The video game industry stands on the cusp of great change. The days when customers would line up outside a retail store waiting for the chance to get their hands on a copy of a much-awaited video game are rapidly going away. The modern gamer is more likely to download the desired game from the internet. Electronic Arts (NASDAQ:EA), one of the world’s biggest video game publishers, has stated its intention to eventually shift its operations entirely to the digital domain.  The company’s latest earnings report, released at the end of last month, revealed that it is indeed undergoing a transition.
EA’s digital revenues, earned through its online portals Origin and Play4Free as well as mobile devices such as smartphones and tablets, accounted for 25% of EA’s net revenues in the six months ending September 2011. In 2012, digital revenues increased to nearly 40% of net revenues. Besides extending EA’s customer base to the casual gamer who occasionally uses his or her mobile device to play video games, digital revenues also offer higher margins for the company as manufacturing and distribution costs are not involved.
We believe that the focus on digital growth will benefit the company in the long term. Our recently updated price estimate for Electronic Arts is $17, implying a premium of about 10% to the current market price.
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New Consoles To Fuel Growth
EA reported a 19% year-over-year decline in packaged goods revenue in the last quarter. This was not an isolated incident; a 19% decline in software sales was observed throughout the gaming industry.  However this decline may be attributable to the fact that both Microsoft’s (NASDAQ:MSFT) X-Box 360 and Sony’s Playstation are in the waning phase of their product cycles. Both console giants are expected to release their next generation consoles within the next two years and we believe that this will boost console revenues for Electronic Arts.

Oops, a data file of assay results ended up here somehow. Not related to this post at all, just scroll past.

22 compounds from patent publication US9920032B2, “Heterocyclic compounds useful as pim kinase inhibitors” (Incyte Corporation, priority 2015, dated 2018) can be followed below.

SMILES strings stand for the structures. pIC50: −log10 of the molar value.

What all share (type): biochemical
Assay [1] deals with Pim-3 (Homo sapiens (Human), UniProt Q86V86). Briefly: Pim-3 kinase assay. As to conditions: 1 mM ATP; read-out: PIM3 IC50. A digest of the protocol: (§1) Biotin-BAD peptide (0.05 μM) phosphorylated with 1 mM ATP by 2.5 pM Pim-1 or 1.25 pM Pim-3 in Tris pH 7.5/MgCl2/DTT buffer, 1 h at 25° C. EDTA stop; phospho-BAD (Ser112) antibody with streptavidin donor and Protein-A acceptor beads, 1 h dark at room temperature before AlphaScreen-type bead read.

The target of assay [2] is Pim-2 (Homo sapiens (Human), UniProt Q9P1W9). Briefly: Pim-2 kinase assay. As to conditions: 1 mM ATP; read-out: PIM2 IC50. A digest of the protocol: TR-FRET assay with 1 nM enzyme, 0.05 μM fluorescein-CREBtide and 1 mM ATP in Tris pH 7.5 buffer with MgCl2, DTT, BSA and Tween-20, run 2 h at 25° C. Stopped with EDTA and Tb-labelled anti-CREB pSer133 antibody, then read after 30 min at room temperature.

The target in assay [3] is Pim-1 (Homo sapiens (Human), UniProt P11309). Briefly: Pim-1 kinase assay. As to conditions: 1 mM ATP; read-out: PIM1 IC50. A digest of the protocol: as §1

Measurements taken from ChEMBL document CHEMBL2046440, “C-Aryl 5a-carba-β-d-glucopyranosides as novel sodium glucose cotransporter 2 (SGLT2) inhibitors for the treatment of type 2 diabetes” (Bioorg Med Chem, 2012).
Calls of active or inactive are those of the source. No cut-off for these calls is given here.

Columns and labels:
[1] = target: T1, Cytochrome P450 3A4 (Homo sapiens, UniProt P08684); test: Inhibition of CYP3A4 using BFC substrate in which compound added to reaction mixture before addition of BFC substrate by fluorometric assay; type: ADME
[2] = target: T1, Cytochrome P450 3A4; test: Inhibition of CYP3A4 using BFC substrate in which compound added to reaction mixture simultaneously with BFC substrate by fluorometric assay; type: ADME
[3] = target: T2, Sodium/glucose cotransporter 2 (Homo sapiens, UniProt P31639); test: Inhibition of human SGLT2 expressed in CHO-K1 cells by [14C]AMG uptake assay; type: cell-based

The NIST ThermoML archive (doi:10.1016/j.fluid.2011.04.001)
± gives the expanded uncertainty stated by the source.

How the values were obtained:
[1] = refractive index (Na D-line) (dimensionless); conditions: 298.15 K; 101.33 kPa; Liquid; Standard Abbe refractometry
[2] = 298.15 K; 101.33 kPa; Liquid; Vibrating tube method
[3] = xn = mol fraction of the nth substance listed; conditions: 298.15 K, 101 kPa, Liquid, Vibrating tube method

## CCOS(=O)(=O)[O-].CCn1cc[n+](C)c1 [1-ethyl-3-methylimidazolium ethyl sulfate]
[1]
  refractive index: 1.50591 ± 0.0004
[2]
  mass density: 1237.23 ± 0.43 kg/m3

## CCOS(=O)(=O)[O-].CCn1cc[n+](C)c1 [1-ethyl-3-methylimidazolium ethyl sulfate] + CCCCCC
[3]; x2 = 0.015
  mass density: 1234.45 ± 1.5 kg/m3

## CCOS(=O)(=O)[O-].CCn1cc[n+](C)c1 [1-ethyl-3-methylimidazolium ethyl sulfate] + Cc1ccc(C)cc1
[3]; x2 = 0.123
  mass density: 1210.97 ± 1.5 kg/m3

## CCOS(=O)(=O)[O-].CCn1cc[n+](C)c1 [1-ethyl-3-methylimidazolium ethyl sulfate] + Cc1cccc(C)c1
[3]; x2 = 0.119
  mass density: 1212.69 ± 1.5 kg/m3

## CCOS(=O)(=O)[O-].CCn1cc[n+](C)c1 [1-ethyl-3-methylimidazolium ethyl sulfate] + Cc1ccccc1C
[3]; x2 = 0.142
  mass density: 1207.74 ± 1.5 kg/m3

Sports franchises like FIFA and Madden are big breadwinners for Electronic Arts. The company releases annual editions of its popular titles. FIFA 13, the soccer game for the current year, outdid its predecessors by selling 7.4 million units in the first four weeks of its launch to break the record for the biggest sports videogame launch ever. Madden NFL 13 sold 9% more units in the quarter than Madden NFL 12 did last year. The fact that EA has an exclusive licensing agreement with soccer’s governing body, FIFA, and other regional bodies like the English Premier League give it a big edge over competing titles like Pro Evolution Soccer. The popularity of its sports titles will help the company capitalize on and adapt to the new consoles as they are launched.
Nintendo’s next-generation console, Wii U, has received much fanfare. Video game retailer GameStop (NYSE:GME), which has over 44% of the U.S. software market share, reported over 1.2 billion titles reserved pre-launch and over 500,000 customers in its Wii U reservation wait-list. The console was recently launched successfully in the U.S. We expect the console to help EA arrest the slide in Nintendo platform revenues that it has reported so far this year.
Although some rumors have suggested that the new X0Box 720 might be disc-less,  the company has been mum about the console. Some speculations suggest that a Blu-ray drive might be part of the package.  One thing is certain, however: downloaded games will play a bigger role in the future.
EA management has suggested that its gross margins should improve substantially as digital revenues form a bigger part of the product mix. We expect EA’s margins to increase to about 70% by the end of our forecast period.
- EA exec: We’ll be ‘100 percent digital’ eventually, CNET, 3rd July [↩]
- Video Games sales in U.S. October 2012, NPD Group, 9th November, 2012 [↩]
- Microsoft Plans to Release Xbox Next in 2013, Remove Optical Disc Drive – New Report, XbitLabs [↩]
- Xbox 720 to offer Kinect 2.0 and Blu-ray drive, says Xbox World, CNET, 19th November, 2012 [↩]